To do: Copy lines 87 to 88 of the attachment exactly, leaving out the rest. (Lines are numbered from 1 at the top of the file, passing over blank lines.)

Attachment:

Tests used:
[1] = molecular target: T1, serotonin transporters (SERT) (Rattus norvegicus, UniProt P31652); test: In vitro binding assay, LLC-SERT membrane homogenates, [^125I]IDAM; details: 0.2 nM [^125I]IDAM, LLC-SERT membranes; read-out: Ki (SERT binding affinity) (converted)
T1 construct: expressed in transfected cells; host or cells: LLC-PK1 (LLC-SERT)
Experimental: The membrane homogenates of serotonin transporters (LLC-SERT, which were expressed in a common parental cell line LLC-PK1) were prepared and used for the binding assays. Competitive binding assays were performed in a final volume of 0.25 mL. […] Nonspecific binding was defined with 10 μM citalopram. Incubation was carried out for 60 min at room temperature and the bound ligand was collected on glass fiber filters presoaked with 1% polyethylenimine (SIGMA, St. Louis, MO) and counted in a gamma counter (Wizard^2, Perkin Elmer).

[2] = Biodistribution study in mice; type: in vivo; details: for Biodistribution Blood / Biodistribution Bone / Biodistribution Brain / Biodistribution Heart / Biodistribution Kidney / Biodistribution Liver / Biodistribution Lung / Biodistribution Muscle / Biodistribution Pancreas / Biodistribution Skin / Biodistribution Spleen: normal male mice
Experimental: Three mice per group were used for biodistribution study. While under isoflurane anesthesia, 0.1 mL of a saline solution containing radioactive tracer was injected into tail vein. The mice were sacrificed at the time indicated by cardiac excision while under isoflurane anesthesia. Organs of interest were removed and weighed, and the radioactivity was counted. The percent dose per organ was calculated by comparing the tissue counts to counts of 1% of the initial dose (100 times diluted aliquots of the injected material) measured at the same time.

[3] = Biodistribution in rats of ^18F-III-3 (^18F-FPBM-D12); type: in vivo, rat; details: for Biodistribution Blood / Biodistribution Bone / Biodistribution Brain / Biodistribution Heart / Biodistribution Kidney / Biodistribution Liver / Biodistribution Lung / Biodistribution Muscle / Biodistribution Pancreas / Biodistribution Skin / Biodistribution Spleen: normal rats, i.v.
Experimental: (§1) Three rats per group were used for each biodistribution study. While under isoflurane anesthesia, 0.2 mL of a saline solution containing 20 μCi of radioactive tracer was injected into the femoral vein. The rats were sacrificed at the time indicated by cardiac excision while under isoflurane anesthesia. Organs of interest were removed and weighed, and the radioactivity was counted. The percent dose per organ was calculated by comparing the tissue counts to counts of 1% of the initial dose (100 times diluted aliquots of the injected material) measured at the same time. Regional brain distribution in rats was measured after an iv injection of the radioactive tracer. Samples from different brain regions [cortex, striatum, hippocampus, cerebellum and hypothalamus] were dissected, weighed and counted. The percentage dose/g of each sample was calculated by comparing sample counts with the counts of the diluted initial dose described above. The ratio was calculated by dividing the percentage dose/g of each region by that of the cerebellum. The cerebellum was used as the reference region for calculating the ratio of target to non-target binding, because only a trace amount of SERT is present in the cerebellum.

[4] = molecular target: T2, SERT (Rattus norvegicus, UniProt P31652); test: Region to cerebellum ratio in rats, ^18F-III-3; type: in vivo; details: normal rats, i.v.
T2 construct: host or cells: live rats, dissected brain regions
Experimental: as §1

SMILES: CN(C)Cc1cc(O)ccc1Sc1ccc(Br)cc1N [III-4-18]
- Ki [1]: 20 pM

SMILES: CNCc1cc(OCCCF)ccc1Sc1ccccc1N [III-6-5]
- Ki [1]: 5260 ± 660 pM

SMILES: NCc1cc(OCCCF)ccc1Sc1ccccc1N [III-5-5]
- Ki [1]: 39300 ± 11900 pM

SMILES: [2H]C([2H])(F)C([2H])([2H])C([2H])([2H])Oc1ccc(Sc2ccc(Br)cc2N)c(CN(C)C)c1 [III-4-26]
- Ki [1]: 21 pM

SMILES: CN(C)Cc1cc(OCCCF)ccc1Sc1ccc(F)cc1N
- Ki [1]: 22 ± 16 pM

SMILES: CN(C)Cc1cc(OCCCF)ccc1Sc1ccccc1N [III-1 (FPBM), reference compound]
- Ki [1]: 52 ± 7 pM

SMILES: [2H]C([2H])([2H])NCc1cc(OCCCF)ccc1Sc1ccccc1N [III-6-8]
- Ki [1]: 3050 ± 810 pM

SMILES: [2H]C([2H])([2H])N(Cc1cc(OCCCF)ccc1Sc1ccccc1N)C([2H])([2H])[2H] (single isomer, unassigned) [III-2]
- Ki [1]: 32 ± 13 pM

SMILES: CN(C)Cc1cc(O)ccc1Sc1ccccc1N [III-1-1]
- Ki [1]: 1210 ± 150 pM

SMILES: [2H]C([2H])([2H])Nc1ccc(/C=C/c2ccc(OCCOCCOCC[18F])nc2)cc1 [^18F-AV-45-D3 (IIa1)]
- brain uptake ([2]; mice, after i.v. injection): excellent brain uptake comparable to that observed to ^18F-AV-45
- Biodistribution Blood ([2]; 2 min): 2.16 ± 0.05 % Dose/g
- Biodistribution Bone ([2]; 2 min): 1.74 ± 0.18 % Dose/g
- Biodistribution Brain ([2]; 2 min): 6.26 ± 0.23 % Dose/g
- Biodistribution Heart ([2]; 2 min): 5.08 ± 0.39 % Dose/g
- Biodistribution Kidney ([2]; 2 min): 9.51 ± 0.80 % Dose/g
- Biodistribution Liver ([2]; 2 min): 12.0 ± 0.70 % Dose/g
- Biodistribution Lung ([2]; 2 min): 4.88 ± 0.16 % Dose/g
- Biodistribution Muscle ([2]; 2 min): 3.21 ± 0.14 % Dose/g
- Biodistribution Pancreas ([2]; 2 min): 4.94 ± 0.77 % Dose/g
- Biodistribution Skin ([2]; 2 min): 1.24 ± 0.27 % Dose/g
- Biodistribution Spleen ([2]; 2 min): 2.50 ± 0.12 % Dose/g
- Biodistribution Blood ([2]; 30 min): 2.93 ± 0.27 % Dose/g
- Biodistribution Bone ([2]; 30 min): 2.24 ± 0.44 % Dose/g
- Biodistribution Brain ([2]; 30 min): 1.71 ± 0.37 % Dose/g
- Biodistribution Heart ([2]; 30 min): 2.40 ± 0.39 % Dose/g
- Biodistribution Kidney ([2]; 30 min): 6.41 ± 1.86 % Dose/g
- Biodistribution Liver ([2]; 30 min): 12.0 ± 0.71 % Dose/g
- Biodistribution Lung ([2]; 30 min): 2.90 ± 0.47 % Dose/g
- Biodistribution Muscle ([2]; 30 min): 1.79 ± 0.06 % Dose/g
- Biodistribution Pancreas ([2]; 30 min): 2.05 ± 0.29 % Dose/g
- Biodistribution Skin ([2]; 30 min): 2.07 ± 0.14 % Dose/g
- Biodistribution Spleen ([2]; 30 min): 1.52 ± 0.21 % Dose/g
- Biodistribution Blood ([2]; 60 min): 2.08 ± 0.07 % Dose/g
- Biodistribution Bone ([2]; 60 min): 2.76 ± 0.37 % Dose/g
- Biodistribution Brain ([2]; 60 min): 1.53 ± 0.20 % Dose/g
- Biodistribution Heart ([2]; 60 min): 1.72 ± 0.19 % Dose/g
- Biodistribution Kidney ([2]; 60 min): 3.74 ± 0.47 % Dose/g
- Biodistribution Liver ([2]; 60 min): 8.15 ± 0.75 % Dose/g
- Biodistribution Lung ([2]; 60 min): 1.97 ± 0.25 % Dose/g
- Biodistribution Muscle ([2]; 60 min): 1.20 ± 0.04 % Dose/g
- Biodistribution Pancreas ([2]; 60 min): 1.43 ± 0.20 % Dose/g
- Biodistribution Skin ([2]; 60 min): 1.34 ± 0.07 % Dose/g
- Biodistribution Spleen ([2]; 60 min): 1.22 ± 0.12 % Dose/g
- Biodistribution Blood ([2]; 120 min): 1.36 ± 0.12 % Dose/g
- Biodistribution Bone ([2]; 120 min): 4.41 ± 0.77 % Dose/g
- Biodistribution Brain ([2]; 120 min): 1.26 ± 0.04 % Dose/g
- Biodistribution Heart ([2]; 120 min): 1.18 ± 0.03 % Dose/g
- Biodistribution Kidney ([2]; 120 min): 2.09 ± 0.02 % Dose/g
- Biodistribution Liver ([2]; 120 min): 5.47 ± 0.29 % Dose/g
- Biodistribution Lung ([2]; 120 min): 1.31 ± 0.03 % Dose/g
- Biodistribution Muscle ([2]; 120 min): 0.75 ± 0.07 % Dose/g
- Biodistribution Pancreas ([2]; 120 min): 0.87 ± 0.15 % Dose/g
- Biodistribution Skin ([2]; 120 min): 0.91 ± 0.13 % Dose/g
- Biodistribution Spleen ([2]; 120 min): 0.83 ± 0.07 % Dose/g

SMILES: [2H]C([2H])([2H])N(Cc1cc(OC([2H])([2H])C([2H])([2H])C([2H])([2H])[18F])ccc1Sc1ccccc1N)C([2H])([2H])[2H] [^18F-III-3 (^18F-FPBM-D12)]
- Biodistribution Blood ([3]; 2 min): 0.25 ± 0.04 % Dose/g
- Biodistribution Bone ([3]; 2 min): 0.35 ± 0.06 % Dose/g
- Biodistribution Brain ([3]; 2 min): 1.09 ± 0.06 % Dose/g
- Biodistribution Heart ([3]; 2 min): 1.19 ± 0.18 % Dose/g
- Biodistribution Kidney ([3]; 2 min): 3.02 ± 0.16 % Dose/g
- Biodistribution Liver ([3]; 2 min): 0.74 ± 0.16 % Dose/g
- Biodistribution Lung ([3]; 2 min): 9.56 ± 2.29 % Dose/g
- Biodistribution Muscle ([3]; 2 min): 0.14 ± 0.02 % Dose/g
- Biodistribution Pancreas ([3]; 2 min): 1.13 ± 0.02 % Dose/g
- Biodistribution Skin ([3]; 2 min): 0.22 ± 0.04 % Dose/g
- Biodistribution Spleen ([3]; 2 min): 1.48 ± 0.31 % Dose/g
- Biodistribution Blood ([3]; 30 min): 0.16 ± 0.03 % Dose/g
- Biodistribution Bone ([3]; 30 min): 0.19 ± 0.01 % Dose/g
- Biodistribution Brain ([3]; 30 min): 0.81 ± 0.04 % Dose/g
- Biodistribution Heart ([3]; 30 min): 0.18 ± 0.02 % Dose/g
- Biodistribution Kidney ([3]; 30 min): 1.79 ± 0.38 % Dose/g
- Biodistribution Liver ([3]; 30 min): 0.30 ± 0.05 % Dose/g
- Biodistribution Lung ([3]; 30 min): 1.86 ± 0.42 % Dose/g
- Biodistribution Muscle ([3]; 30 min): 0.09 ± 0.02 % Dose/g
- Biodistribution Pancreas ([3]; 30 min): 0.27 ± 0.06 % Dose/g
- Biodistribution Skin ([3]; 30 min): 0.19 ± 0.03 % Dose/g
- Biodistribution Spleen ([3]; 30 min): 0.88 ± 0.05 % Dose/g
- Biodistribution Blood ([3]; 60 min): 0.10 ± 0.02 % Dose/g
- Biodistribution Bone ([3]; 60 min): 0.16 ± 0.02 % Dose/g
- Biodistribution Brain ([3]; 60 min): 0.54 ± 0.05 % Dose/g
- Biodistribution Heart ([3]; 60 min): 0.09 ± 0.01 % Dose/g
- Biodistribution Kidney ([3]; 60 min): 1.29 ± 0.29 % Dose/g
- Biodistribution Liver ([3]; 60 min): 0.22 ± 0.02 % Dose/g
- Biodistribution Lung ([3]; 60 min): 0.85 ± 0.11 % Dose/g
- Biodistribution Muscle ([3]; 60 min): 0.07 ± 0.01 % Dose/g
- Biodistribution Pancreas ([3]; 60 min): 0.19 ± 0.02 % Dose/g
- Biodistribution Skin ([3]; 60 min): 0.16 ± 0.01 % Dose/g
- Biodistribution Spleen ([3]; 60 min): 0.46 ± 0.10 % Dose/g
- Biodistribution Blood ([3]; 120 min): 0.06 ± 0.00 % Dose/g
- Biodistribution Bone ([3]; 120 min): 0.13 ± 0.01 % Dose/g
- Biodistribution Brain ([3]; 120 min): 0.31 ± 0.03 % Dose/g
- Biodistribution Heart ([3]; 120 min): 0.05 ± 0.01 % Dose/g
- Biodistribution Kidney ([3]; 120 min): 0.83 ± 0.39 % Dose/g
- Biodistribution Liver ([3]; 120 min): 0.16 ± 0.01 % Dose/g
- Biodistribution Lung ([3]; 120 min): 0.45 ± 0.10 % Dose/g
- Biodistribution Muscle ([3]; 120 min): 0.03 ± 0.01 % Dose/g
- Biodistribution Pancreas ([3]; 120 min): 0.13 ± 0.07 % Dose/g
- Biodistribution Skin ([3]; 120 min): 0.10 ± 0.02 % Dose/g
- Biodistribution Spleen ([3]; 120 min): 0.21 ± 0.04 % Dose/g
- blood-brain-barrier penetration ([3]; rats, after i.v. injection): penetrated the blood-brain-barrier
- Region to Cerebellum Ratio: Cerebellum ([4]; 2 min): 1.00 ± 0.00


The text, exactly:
- Biodistribution Spleen ([3]; 2 min): 1.48 ± 0.31 % Dose/g
- Biodistribution Blood ([3]; 30 min): 0.16 ± 0.03 % Dose/g